When he finds a photograph of his grandfather as a young man, Liam is full of questions. But that’s just fine, because Grampy has a story to spin with every answer.

On a fall day in 1962, he tells Liam, he had a run in with a nasty girl in search of a dance partner: Daisy was her name. What follows is a tall tale about Grampy’s tango with a hurricane, and all those signs of aging–the wrinkles, the stooped back, the croaky voice, the false teeth–can be chalked up to Daisy’s persistence and Grampy’s refusal to dance. Of course, it takes a talking to from Nana to get that Daisy to blow off elsewhere.

Acclaimed author Jan L. Coates and award-winning illustrator Jos�e Bisaillon join forces in this charming picture book to craft a tale both touching and amusing about aging and the bond between a grandfather and his grandson. Bisaillon’s gorgeous, playful illustrations bring the dance to life, evoking that windy girl and her insistent ways, as well as the warm affection between Grampy and Liam.

And lastly, Jan’s debut novel A Hare In The Elephant’s Trunk-  a story about hope and survival in southern Sudan. It was a finalist for the 2011 Governor General Award!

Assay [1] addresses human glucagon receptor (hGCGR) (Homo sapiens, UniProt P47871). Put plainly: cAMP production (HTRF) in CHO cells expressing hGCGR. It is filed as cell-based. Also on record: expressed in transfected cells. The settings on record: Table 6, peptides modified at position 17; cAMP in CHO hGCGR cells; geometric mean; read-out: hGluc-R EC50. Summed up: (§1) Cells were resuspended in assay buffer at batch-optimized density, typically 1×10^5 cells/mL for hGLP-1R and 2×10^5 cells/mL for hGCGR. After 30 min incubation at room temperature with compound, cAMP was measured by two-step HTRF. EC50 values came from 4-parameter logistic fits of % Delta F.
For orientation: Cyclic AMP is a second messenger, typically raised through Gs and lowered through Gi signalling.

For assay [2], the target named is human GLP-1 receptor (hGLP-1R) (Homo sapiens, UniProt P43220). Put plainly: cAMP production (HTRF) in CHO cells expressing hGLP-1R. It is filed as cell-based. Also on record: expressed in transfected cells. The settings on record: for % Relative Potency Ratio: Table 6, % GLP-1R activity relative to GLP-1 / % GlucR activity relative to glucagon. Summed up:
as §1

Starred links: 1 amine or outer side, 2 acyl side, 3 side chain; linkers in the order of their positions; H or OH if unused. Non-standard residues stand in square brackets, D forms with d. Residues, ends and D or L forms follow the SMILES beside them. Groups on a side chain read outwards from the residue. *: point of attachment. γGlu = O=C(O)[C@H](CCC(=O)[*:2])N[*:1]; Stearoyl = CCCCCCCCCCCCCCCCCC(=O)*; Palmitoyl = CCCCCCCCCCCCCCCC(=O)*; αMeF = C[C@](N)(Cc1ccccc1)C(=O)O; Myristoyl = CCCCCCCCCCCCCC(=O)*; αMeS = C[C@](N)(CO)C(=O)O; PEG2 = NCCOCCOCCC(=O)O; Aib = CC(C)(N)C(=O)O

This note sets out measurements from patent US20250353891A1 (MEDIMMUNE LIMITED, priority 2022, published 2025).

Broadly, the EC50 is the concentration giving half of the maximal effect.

In the little village of Duk Padiet in southern Sudan, a boy named Jacob Deng thrives on the love of his mother, the companionship of his sisters, the excitement of learning how to look after his uncle’s herds of cattle. The year is 1987, and suddenly in the night soldiers from the north invade the village, looting, burning, and killing. The war has arrived, and the life of Jacob will never be the same. This novel is based on the real life experiences of a Sudanese boy who, with thousands of other boys from the region, fled for his life and spent seven years walking through deserts, grasslands and forests, crossing crocodile-infested rivers, surviving life in massive refugee camps. The so-called Lost Boys of Sudan – as they were called by an American aid organization – numbered as many as 27,000, and while many died – from starvation, attacks by wild animals, drowning, or through the brutality of the military – many survived. Jacob never returned to his village, but though he was only seven years old when he had to flee, he somehow managed to live through an almost unimaginable ordeal. Throughout the seven years covered in this story, Jacob resists the temptation to join the liberation army. Steadily Jacob finds himself more and more adhering to his mother’s advice that getting an education is crucial to escaping the cycle of violence that afflicts his country. Jacob’s struggle, then, is to persist in seeking out teachers and eventually a school where his ambition to learn about the world can be met. Through it all he learns about loyalty and love for close friends who have been thrust together with him on this extraordinary journey, and also about the guiding light provided by the memory of his mother.